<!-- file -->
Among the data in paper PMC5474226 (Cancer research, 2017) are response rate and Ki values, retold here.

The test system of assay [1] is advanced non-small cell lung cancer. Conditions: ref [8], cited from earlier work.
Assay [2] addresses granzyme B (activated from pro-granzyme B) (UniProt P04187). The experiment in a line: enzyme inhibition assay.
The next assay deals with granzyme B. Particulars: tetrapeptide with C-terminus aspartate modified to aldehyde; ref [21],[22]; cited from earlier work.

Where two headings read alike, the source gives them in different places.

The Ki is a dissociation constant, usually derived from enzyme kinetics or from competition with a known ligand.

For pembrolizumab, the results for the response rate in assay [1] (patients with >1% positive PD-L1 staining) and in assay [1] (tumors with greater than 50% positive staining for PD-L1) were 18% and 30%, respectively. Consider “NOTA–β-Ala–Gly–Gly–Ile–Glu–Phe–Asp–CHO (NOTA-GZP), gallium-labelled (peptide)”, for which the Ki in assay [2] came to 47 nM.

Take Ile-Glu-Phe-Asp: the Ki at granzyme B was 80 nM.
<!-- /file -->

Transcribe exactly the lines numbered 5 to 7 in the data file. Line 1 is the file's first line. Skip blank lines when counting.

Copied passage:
Where two headings read alike, the source gives them in different places.

The Ki is a dissociation constant, usually derived from enzyme kinetics or from competition with a known ligand.

For pembrolizumab, the results for the response rate in assay [1] (patients with >1% positive PD-L1 staining) and in assay [1] (tumors with greater than 50% positive staining for PD-L1) were 18% and 30%, respectively. Consider “NOTA–β-Ala–Gly–Gly–Ile–Glu–Phe–Asp–CHO (NOTA-GZP), gallium-labelled (peptide)”, for which the Ki in assay [2] came to 47 nM.